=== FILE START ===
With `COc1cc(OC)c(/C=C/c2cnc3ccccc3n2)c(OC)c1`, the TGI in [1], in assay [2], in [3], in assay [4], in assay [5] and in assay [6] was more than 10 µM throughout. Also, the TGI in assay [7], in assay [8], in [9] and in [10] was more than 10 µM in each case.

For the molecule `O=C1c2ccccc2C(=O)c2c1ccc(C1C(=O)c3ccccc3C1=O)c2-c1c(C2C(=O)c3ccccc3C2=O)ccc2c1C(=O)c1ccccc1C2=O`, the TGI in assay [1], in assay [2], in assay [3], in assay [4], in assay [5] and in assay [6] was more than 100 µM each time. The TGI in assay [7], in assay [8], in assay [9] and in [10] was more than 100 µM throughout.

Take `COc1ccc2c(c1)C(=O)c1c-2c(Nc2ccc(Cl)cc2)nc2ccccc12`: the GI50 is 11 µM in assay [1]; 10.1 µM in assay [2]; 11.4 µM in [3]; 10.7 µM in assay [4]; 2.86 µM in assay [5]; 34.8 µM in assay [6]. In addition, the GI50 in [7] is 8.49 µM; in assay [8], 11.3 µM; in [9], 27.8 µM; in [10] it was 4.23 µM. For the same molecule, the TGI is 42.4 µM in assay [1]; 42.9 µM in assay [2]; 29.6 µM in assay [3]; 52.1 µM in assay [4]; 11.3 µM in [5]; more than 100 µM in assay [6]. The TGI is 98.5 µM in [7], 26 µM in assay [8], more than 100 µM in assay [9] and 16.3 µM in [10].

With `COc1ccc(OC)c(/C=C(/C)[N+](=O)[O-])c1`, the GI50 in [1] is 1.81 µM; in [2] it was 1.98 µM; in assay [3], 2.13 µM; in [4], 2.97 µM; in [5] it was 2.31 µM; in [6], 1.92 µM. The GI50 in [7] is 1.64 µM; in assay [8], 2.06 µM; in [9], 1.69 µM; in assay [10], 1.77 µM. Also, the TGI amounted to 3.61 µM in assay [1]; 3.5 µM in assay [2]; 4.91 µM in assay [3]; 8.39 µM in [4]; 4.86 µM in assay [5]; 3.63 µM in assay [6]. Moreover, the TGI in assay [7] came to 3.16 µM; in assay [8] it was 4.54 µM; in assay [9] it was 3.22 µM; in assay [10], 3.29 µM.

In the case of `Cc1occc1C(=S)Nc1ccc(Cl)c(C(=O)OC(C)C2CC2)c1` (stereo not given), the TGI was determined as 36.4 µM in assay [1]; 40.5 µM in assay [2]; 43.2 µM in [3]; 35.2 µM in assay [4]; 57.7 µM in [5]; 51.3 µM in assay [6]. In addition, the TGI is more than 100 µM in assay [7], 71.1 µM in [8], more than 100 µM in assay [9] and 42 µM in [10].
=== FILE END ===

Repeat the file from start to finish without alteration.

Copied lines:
With `COc1cc(OC)c(/C=C/c2cnc3ccccc3n2)c(OC)c1`, the TGI in [1], in assay [2], in [3], in assay [4], in assay [5] and in assay [6] was more than 10 µM throughout. Also, the TGI in assay [7], in assay [8], in [9] and in [10] was more than 10 µM in each case.

For the molecule `O=C1c2ccccc2C(=O)c2c1ccc(C1C(=O)c3ccccc3C1=O)c2-c1c(C2C(=O)c3ccccc3C2=O)ccc2c1C(=O)c1ccccc1C2=O`, the TGI in assay [1], in assay [2], in assay [3], in assay [4], in assay [5] and in assay [6] was more than 100 µM each time. The TGI in assay [7], in assay [8], in assay [9] and in [10] was more than 100 µM throughout.

Take `COc1ccc2c(c1)C(=O)c1c-2c(Nc2ccc(Cl)cc2)nc2ccccc12`: the GI50 is 11 µM in assay [1]; 10.1 µM in assay [2]; 11.4 µM in [3]; 10.7 µM in assay [4]; 2.86 µM in assay [5]; 34.8 µM in assay [6]. In addition, the GI50 in [7] is 8.49 µM; in assay [8], 11.3 µM; in [9], 27.8 µM; in [10] it was 4.23 µM. For the same molecule, the TGI is 42.4 µM in assay [1]; 42.9 µM in assay [2]; 29.6 µM in assay [3]; 52.1 µM in assay [4]; 11.3 µM in [5]; more than 100 µM in assay [6]. The TGI is 98.5 µM in [7], 26 µM in assay [8], more than 100 µM in assay [9] and 16.3 µM in [10].

With `COc1ccc(OC)c(/C=C(/C)[N+](=O)[O-])c1`, the GI50 in [1] is 1.81 µM; in [2] it was 1.98 µM; in assay [3], 2.13 µM; in [4], 2.97 µM; in [5] it was 2.31 µM; in [6], 1.92 µM. The GI50 in [7] is 1.64 µM; in assay [8], 2.06 µM; in [9], 1.69 µM; in assay [10], 1.77 µM. Also, the TGI amounted to 3.61 µM in assay [1]; 3.5 µM in assay [2]; 4.91 µM in assay [3]; 8.39 µM in [4]; 4.86 µM in assay [5]; 3.63 µM in assay [6]. Moreover, the TGI in assay [7] came to 3.16 µM; in assay [8] it was 4.54 µM; in assay [9] it was 3.22 µM; in assay [10], 3.29 µM.

In the case of `Cc1occc1C(=S)Nc1ccc(Cl)c(C(=O)OC(C)C2CC2)c1` (stereo not given), the TGI was determined as 36.4 µM in assay [1]; 40.5 µM in assay [2]; 43.2 µM in [3]; 35.2 µM in assay [4]; 57.7 µM in [5]; 51.3 µM in assay [6]. In addition, the TGI is more than 100 µM in assay [7], 71.1 µM in [8], more than 100 µM in assay [9] and 42 µM in [10].